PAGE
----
Walking home down Yonge Street late one night, I saw a street huckster plying her trade on a fellow across the street at Gloucester. Feeling secure in her position, I continued on my way never giving her situation a second thought in relation to me. No such luck as I misread her capacity. I approached Carlton, and while waiting for the the light-to-change, she was upon me. Before she spoke, I declined her interrupting her pitch-sentence which began, “May I ask you…?” Cleverly, she switched tactic saying, can ask you to buy me a coffee and a muffin? Feeling outmanoeuvred I consented, and we went into a corner store where I informed the clerk of her intent which took considerably more time than I had cared to spend.


Her choice was a very large coffee, with more sugar than I cared to consider, and she carefully selected her muffin. Upon paying, she slid in a request for an Aero chocolate bar to which I consented. I paid and went on my way, stopping in at Amato for a slice to consume while I continued my walk home down Yonge St. Along the way I passed many sleeping and hunkered down street people. Passing by them took a certain amount of emotional strain, but routine was not one of them.


Before reaching Shuter, with The Eaton Centre to my right, two young fellows came my way assessing me as they closed in on my munching movements. They thought better of making direct communication save visual acknowledgment which contained a regard noting my possible opposition to any advances they may make.


Passing Shuter and coming upon Queen, there were other minor assertions, as were at Dundas. Then, to my surprise, my coffee-and-muffin assailant rounded the corner as I approached Richmond/Yonge. ‘What the…! From where did she come, and how did she happen to get there before me without breaking a sweat? She greeted me calmly and, without skipping a beat, asked ‘if I wanted a date?’


I was now familiar with this question, in this setting, although I was not some twenty-five years earlier. I declined, saying ‘No thank, I’m okay’, signalling I was not in the market for such her offer. I crossed the street, continued heading south approaching a tall, shadowy figure who withdrew with a few shuffles, on hearing a sound unintelligible to me as I passed him ‘bye’.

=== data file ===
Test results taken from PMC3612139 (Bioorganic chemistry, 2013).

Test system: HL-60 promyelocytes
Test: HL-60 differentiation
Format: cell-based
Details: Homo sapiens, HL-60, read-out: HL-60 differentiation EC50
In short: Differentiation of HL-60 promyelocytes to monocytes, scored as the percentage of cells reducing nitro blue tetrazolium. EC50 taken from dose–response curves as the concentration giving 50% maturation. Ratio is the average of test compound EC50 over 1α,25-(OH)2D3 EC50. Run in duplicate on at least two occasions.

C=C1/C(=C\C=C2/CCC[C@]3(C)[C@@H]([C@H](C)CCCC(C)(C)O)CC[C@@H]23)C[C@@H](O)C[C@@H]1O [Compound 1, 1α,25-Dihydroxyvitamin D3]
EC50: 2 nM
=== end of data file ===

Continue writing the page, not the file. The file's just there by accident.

I continued on, passing other street-people, one over the grate in front of the GoodLife Fitness, another lying in front of McDonald’s on my way to Adelaide. It was at Adelaide where I encountered another straining plea buffeted by a fellow admonishing this talented beggar to get off the street for his own safety.
I left the scenario and went on my way, turning left along King Street eastward then southward onto Church. I crossed diagonally into Metro for some Goat’s Milk, preferring late-night shopping for its quiet and lack of line-ups.


I departed Metro avoiding any kind of contact or conversation, save pleasant exchanges with the employees there, crisscrossing through the St. Lawrence Neighbourhood making my way home.


Reflecting on my path from Bloor/Yonge intersection, southward along Yonge to King, eastward into The St. Lawrence Neighbourhood, I was privy to numerous paired/single, sleeping/waking panhandlers. It was quite the journey, with more familiarities than preferred; but, that’s the nightlife in any big city today, even our Toronto. The not-advertised, readily available Toronto After-Dark, for those inclined: ‘indulge at your own risk!’



52a. In the Way


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